Document Detail

Influence of nativity on neonatal survival of Black twins in the United States.
MedLine Citation:
PMID:  15825974     Owner:  NLM     Status:  MEDLINE    
OBJECTIVE: To determine the association between maternal nativity and neonatal survival of twins among Black mothers. METHODS: We conducted a retrospective cohort study of twin live births to Black mothers in the United States from 1995 through 1998. We compared levels of overall, early, and late neonatal mortality between twins of US-born and those of foreign-born Black mothers by using hazard ratios generated from a Cox Proportional Hazards Regression model. We adjusted for dependence of observations within twin clusters by means of the Robust Sandwich Estimator. RESULTS: A total of 70,884 individual twin live births to US-born (64,035) and foreign-born (6,849) mothers were analyzed. Twins of US-born mothers had a 23% higher likelihood of dying within the neonatal period compared to those of foreign-born mothers (hazard ratio [HR]=1.23; 95% confidence interval [CI]=1.04-1.46). The disparity in neonatal demise occurred exclusively in the early neonatal period (HR=1.29; 95% CI, 1.06-1.50), with mortality indices comparable in the late neonatal period (HR=0.96; 95% CI, 0.68-1.35). Low and very low birth weight (P<.0001), preterm and very preterm (P<.0001), and small-for-gestational-age neonates (P<.0001) were more prevalent among twins of US-born mothers. CONCLUSIONS: Compared to those of foreign-born, twins of US-born Black mothers experienced higher mortality in the neonatal period. The mortality disadvantage resulted mainly from lower gestational age at birth and the preponderance of small-for-gestational-age babies among US-born Black mothers.
Hamisu M Salihu; Wanda S Mardenbrough-Gumbs; Muktar H Aliyu; Jeanine E Sedjro; Bosny J Pierre-Louis; Russell S Kirby; Greg R Alexander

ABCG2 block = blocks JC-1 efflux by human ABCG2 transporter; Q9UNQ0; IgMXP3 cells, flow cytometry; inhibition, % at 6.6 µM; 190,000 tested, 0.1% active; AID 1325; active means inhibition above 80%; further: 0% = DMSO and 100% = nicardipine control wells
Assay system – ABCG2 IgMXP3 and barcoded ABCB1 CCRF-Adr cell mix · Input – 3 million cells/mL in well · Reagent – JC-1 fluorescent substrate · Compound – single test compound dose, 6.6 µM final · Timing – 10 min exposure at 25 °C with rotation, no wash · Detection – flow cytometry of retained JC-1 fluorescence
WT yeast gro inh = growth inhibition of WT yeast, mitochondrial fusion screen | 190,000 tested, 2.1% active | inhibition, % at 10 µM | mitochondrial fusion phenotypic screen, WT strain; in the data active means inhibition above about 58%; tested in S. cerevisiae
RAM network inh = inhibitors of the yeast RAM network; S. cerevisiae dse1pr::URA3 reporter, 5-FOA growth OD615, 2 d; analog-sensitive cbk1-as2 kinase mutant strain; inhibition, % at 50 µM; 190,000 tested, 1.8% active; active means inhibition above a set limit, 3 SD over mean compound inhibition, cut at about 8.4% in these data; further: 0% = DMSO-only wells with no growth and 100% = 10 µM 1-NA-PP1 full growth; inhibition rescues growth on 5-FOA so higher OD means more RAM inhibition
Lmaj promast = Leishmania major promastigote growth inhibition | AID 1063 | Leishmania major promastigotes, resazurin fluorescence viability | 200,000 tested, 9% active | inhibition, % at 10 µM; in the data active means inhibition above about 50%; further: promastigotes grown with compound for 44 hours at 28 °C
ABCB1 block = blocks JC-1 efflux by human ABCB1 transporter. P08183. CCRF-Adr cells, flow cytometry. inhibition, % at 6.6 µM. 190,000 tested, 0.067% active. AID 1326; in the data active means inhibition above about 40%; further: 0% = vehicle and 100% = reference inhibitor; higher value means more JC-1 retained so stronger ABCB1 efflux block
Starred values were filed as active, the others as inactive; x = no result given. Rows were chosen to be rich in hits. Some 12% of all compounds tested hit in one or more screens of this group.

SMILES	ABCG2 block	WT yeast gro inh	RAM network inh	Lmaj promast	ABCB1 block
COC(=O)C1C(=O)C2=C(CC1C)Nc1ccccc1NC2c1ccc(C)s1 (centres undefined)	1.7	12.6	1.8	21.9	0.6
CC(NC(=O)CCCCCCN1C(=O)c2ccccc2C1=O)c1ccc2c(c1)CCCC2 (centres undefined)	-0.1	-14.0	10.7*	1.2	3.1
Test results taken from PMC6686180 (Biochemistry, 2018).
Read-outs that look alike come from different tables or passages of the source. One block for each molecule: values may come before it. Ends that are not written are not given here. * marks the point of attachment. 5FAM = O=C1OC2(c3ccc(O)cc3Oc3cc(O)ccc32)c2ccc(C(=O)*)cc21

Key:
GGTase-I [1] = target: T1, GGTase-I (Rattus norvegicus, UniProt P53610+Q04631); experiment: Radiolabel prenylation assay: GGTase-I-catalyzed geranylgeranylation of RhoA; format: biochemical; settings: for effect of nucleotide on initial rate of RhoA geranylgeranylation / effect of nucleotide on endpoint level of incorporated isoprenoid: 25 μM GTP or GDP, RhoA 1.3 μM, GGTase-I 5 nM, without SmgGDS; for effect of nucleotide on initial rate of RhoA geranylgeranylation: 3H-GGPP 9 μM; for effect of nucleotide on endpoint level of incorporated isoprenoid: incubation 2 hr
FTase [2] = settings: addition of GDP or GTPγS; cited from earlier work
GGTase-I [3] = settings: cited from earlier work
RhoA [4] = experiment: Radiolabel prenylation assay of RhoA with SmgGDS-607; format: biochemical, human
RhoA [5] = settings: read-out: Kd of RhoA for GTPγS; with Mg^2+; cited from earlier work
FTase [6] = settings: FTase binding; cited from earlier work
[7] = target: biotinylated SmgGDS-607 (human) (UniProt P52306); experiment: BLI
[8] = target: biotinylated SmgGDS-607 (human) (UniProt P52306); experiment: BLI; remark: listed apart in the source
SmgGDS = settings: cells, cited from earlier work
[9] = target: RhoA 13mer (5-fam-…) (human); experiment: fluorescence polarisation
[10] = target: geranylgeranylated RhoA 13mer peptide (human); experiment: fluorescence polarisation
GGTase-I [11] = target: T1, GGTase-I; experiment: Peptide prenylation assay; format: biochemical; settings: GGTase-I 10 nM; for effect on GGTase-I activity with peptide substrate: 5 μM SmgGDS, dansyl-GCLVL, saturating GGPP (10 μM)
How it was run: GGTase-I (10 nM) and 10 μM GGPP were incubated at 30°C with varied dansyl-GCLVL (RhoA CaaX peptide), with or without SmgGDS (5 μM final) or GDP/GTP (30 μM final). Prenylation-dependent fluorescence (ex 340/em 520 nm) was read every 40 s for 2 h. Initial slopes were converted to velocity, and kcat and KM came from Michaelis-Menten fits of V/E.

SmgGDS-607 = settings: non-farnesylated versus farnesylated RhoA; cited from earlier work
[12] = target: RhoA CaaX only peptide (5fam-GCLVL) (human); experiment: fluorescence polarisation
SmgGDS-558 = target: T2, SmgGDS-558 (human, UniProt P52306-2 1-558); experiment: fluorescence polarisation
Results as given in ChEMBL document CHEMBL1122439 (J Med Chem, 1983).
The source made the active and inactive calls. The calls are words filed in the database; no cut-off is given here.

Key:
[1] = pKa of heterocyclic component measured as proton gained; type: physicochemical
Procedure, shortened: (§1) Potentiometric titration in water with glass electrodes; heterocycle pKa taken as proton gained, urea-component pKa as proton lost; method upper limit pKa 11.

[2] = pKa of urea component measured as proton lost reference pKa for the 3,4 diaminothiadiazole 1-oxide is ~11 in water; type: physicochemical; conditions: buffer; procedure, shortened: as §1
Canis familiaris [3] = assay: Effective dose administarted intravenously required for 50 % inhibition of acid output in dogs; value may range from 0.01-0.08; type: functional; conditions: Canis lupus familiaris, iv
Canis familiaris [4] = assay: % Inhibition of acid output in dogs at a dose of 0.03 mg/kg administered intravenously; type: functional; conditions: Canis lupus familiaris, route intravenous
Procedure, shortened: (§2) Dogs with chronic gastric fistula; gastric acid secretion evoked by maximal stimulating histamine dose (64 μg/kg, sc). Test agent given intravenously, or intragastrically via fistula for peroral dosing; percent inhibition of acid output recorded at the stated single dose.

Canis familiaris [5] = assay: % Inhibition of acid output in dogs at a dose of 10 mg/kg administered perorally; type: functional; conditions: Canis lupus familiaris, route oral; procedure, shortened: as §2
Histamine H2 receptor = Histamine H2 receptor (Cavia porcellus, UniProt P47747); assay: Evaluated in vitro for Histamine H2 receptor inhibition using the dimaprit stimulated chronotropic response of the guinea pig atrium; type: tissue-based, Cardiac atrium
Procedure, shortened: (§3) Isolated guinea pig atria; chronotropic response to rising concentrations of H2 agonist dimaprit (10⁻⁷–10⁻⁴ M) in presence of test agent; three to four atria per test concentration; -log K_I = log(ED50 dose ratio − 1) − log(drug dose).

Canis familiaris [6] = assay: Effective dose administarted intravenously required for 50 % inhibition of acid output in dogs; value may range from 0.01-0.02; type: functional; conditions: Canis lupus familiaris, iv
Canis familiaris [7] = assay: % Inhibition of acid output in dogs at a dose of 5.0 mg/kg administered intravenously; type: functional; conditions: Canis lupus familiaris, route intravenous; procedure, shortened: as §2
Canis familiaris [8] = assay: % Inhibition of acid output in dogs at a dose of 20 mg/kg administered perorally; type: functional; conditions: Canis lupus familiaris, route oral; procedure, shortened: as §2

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Publication Detail:
Type:  Comparative Study; Journal Article; Research Support, Non-U.S. Gov't; Twin Study    
Journal Detail:
Title:  Ethnicity & disease     Volume:  15     ISSN:  1049-510X     ISO Abbreviation:  Ethn Dis     Publication Date:  2005  
Date Detail:
Created Date:  2005-04-13     Completed Date:  2005-08-19     Revised Date:  2006-11-15    
Medline Journal Info:
Nlm Unique ID:  9109034     Medline TA:  Ethn Dis     Country:  United States    
Other Details:
Languages:  eng     Pagination:  276-82     Citation Subset:  IM    
Department of Maternal and Child Health, University of Alabama at Birmingham, Birmingham, Alabama 35294, USA.
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MeSH Terms
African Americans / statistics & numerical data*
Cohort Studies
Emigration and Immigration / statistics & numerical data*
Infant Mortality*
Infant, Low Birth Weight*
Infant, Newborn
Mothers / classification*,  statistics & numerical data
National Center for Health Statistics (U.S.)
Premature Birth / ethnology,  mortality
Prenatal Care
Proportional Hazards Models
Risk Factors
Survival Analysis
United States / epidemiology

From MEDLINE®/PubMed®, a database of the U.S. National Library of Medicine

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